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Air NZ demonstrates correct dismissal procedures

Published 17 Jan 2016

A former flight attendant who took Air NZ all the way to the Employment Court has failed in her bid for compensation after being dismissed.

In a string of incidents and allegations of misconduct culminating with the pilot of one flight considering having her removed from a flight. She was dismissed following an investigation process and soon after raised a personal grievance for unjustified dismissal with the Employment Relations Authority (ERA).

The hearing with the ERA found in favour with the decision to terminate by Air NZ stating the employee had not engaged in good faith with the employer by refusing to attend formal meetings and refusing to attend a medical practitioner following taking sick leave due to 'workplace stress'.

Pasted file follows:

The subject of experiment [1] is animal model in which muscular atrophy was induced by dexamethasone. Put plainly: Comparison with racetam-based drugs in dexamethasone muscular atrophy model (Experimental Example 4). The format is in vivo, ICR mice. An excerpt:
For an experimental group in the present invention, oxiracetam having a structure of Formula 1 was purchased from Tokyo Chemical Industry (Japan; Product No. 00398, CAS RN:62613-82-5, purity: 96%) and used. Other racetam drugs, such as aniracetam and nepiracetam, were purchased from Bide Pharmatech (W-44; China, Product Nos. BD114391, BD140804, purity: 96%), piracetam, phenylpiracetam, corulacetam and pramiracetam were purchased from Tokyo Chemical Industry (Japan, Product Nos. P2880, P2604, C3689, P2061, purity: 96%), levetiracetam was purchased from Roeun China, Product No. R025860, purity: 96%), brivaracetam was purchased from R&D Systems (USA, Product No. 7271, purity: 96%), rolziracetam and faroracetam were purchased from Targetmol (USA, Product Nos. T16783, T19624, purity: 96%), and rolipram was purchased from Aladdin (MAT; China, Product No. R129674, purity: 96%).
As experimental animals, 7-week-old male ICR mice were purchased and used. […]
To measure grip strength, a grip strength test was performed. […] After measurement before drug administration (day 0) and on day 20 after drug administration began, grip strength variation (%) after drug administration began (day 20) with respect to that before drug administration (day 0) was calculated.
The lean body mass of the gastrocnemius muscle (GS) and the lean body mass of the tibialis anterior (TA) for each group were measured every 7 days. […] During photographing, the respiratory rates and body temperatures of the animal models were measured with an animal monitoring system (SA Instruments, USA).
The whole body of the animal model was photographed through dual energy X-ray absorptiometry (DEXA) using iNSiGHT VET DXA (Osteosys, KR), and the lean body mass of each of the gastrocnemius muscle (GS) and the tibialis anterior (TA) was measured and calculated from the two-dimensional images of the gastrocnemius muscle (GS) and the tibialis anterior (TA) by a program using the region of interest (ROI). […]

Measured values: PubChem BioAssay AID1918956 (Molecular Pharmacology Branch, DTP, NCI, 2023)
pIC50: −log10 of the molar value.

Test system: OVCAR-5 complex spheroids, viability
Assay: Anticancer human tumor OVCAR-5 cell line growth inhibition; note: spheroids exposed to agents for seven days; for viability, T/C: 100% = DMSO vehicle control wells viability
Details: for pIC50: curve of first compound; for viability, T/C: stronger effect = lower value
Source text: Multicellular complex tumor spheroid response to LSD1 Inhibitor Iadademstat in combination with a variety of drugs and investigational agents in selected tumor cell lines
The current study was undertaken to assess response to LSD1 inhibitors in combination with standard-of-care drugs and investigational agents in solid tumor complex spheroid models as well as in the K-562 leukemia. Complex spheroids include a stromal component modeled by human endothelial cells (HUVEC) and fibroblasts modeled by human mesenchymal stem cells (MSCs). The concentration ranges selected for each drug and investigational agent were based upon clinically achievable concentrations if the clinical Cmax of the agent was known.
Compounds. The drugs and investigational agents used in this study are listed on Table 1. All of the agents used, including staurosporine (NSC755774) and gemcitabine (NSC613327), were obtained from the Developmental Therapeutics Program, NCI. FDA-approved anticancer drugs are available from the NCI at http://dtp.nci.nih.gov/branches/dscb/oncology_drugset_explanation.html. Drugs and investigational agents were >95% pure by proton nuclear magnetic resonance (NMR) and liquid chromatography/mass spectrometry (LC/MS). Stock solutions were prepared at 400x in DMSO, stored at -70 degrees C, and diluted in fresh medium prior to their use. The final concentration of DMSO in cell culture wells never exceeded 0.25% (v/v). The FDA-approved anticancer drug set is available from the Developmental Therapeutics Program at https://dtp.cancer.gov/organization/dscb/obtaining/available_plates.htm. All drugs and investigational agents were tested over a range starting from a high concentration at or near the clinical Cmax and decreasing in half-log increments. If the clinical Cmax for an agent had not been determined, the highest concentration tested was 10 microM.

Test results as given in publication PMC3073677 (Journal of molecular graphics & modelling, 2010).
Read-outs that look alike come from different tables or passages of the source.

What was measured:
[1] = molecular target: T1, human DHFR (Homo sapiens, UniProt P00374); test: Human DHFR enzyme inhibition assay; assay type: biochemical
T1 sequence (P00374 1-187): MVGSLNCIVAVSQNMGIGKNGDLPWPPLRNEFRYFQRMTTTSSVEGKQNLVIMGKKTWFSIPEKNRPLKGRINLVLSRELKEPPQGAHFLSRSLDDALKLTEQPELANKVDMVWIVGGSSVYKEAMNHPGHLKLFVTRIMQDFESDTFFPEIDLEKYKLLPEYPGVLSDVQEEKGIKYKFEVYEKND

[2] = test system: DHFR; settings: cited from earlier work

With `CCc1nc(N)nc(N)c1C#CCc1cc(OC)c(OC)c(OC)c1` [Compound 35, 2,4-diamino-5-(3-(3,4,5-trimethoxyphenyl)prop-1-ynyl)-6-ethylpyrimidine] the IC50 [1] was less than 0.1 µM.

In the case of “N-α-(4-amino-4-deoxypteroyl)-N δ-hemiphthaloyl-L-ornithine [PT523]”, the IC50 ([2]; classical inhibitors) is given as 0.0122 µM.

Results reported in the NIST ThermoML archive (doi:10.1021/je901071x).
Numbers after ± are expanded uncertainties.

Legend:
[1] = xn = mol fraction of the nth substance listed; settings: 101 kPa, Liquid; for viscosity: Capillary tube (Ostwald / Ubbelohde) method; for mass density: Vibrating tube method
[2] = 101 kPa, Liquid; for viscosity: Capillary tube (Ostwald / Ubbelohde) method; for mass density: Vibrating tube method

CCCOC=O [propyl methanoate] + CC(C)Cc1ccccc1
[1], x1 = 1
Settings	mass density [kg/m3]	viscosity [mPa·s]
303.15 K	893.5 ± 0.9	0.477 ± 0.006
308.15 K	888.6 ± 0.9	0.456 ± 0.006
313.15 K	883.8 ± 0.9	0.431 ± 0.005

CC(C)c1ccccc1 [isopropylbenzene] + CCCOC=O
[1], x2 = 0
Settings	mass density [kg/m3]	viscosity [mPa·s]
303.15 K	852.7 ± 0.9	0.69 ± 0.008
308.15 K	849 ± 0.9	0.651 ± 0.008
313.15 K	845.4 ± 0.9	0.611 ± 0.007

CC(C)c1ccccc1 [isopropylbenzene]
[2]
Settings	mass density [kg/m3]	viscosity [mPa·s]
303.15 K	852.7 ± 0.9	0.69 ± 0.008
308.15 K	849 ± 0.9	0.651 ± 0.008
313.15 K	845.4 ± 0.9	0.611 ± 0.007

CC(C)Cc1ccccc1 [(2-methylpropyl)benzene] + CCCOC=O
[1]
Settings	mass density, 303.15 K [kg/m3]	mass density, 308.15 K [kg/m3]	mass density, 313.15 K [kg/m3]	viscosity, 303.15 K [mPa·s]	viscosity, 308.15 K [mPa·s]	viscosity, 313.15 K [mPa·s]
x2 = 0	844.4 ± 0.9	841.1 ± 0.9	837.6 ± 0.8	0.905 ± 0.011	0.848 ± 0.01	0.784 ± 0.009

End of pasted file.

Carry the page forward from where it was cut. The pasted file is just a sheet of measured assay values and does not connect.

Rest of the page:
This decision was then appealed by the ex-employee and taken to the Employment Court for re-consideration in July 2015. Judge Mark Perkins again threw out her claims noting that when giving evidence in court she had been deliberately misinterpreting questions to give vague answers. He found it difficult to understand her stance and believed Air NZ were well within their rights to start disciplinary action against her.